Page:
Monday, September 26, 2011

The best of all possible worlds

It was another operatic weekend for your faithful correspondent, concluding with a delightful production of Mr. Bernstein's Candide presented by coĆ³pera: Project Opera of Manhattan and The Players Foundation. This was the second of two performances, which is unfortunate. The production deserves a wider audience.

Candide is based on Mr. Voltaire's 1759-ish novella of the same name, mocking some of the ridiculously optimistic philosophers of the Enlightenment and their naive amazement at human tragedy and the evil that man does to man. How could a benign God, ruler of the best of all possible worlds, allow such things to happen? One often hears the same question today. Several versions of Candide have been produced since its premiere as a musical in 1956 with a book by Lillian Hellman. We saw the 1974 Hal Prince revival (the "Chelsea Version", for the theater where it premiered) with a rewritten book by Hugh Wheeler and lyrics by lots of folks.

Sunday, September 25, 2011

Guest Blogger EB Reports on Il Trittico at ROH

Il Trittico
Royal Opera House, Covent Garden, Sept 23rd 2011

Image courtesy
Royal Opera House
If this review spills over into hyperbole, I make no apology, for I had been looking forward to this production for years. I have long admired Puccini's Triptych, never having understood why it isn't better known and more frequently performed - I suppose the fearsome demands it makes on a company taking up the challenge would probably explain the latter. Still, there have been some high profile international productions in recent years and I have been fortunate to see complete performances at ENO in London (twice) and at the Met (with the late, lamented Salvatore Licitra), along with assorted productions of the single operas elsewhere. I still feel it would make an overwhelming evening at Glyndebourne.

Enough! This new production at the Royal Opera is most welcome and anything by Richard Jones is worth seeing. I greatly enjoyed his gloriously dingy, Fellini-lite production of Gianni Schicchi when it first saw the light of day at Covent Garden in 2007 in a double bill with L'Heure Espagnole. That occasion marked Bryn Terfel's first stab at the title role. This revival (differently cast as below), with the addition of new productions of Il Tabarro and Suor Angelica, represented a new version of the Triple Bill as a whole.

Saturday, September 24, 2011

Golden Age Singer of the Week--Beverly Sills as Anna Bolena x 3!

Thanks to the wonder that is Coloraturafan, we have these three audio excerpts of Bubbles singing Anna Bolena in 1973, 1974, and 1975. In honor of the MET's new Anna Bolena with Nebs, which opens this week, I act as mere messenger and pass on the offerings of Coloraturafan:

I look forward to seeing the MET's production. I adore Anna Bolena, and I'm OK with Nebs. I heard the streaming audio of her role debut in Vienna last spring, and there were some perfectly glorious moments. I have heard good reports about this show, and look forward to seeing it, both live and in the movie theater.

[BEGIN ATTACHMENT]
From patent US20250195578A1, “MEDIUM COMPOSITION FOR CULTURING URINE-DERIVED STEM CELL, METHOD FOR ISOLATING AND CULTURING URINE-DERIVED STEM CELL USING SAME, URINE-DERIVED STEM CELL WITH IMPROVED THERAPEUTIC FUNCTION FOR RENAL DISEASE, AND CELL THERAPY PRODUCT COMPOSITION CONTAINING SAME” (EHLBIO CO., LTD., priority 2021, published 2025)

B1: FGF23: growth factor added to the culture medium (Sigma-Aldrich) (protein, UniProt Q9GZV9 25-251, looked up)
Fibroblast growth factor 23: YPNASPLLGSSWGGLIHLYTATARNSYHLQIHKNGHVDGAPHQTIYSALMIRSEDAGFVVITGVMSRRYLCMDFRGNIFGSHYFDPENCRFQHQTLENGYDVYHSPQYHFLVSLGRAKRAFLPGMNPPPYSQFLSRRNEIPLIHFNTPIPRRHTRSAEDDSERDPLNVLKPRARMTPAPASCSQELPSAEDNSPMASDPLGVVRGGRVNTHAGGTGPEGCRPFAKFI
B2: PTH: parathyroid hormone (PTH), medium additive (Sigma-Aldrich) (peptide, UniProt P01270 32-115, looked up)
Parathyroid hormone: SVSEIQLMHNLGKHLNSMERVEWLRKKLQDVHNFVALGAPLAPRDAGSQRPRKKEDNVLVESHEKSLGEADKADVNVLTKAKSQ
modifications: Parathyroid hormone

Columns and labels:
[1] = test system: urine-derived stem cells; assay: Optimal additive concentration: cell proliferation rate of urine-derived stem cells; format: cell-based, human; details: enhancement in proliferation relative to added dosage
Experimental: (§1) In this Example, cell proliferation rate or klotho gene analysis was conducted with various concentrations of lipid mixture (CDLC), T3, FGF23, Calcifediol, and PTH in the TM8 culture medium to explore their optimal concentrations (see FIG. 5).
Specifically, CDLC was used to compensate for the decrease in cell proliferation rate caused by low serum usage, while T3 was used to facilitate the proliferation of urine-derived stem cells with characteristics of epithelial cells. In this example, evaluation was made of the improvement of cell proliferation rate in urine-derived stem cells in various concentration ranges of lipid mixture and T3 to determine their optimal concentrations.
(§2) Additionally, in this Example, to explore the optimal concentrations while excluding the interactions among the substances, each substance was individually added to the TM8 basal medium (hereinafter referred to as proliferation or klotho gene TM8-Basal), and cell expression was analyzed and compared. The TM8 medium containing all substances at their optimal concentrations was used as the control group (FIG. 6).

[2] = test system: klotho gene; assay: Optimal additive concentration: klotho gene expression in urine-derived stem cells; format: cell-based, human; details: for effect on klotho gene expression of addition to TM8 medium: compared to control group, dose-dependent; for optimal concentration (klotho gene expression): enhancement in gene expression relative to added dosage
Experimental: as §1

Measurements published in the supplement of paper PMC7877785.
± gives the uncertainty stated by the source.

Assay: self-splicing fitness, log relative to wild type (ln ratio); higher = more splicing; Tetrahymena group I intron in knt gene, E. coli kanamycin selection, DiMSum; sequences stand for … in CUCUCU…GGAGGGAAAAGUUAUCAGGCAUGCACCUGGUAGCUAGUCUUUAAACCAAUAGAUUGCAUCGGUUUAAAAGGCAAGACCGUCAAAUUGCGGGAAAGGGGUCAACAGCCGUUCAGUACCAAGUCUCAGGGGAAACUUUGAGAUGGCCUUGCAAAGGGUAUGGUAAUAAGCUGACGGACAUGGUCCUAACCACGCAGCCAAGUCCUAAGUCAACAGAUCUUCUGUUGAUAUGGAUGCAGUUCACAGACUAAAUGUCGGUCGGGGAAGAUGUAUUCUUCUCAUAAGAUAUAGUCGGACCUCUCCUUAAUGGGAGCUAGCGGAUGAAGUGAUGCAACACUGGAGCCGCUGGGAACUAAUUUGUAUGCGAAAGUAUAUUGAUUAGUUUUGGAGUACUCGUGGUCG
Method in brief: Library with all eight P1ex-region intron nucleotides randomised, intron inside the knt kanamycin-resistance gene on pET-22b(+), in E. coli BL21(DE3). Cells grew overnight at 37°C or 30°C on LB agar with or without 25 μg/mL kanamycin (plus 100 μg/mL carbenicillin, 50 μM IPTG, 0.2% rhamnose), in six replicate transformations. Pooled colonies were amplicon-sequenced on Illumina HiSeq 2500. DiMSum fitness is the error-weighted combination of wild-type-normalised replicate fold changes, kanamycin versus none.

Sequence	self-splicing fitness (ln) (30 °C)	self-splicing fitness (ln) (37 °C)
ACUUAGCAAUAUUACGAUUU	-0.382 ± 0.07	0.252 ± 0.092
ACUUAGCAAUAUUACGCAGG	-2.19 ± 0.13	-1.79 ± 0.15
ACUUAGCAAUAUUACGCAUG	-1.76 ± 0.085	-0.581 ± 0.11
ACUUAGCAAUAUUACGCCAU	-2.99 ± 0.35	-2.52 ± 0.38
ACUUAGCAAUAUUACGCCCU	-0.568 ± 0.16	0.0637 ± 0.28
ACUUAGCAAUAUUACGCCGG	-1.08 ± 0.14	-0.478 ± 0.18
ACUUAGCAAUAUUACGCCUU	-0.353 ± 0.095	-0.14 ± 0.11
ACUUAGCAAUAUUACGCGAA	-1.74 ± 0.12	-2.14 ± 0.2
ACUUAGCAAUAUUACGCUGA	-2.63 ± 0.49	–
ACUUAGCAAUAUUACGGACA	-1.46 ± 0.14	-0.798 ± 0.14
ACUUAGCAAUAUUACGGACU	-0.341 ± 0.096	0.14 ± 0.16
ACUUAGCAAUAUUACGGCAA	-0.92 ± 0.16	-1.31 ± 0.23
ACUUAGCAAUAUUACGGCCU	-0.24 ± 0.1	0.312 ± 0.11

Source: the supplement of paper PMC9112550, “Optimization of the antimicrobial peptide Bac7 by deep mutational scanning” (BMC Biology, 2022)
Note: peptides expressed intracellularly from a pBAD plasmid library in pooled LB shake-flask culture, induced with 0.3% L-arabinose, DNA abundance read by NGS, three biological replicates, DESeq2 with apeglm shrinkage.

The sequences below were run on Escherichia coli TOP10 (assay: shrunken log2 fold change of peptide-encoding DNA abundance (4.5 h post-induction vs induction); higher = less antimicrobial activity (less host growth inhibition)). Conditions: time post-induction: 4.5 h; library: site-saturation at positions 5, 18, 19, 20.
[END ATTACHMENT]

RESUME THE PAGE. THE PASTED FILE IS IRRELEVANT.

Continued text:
Saturday, September 17, 2011

Golden Age Singer of the Week--Lucia Popp

I can not imagine how it is that I have never featured Lucia Popp in this blog before. She has long been a great favorite of mine, and a singer of amazing beauty and grace throughout her short career. It makes me sad she is no longer with us. Please to be reading about her life here.

We are fortunate that YouTube abounds with examples of Lucia Popp's singing. I coujld post gazillions of videos, but these three will suffice.

Saturday, September 10, 2011

Golden Age Singer of the Week--Francisco Araiza

Today, boys and girls, we are going to study the wonder that is Francisco Araiza. His singing career took off in the 1970s, and I first heard him in the 1980s, when I myself. was a student of singing. I recall the wonder with which I watched on TV as he sang Don Ramiro in La Cenerentola at the Salzburg Festival. I also recall the wonder with which I, studying in Salzburg that summer, saw on TV some feature about singers and athletes and medical exams--I don't recall exactly, and I'm not sure I understood at the time--and saw for a few moments his shirtless torso.

I have included him in earlier posts, but this is the first post dedicated to him. Here is his Wikipedia bio, and here is his web site (auf Deutsch). Now for the singing!

Tuesday, September 6, 2011

I Only Murder One Queen Per Day

My review of Giasone at Opera Omnia for Opera Pulse.

On Saturday, Sept. 3, I had the pleasure of seeing what Opera Omnia ( – two performances remain, on Sept. 6 and 7) can do with Mr. Cavalli’s popular 1649 masterpiece Giasone at Le Poisson Rouge in Greenwich Village. This is Opera Omnia’s second outing, the first being The Coronation of Poppea in 2008. The economic downturn prevented the group from producing anything else in the intervening years, which is a shame. If an opera company can specialize in early Baroque opera, beautifully sung and creatively staged, accompanied by a fine early music ensemble, and make it laugh-out-loud fun, I say more power to them!

See the full review here.